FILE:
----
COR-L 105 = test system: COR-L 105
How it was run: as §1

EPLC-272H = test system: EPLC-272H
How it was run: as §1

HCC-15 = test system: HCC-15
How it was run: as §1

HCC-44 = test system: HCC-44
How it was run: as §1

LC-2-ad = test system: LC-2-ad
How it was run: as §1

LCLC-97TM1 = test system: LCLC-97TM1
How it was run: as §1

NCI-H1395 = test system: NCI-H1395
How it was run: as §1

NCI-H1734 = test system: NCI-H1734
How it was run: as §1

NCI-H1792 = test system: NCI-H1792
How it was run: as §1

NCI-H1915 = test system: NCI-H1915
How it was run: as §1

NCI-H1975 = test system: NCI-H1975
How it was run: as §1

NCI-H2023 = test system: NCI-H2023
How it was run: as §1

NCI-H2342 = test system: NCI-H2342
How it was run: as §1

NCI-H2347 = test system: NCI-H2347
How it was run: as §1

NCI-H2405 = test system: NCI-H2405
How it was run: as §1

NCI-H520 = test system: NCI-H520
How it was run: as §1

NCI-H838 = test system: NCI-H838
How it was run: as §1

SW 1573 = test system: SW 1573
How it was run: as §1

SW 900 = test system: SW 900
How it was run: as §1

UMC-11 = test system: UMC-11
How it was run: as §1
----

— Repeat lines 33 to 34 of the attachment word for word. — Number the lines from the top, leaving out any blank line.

NCI-H838 = test system: NCI-H838
How it was run: as §1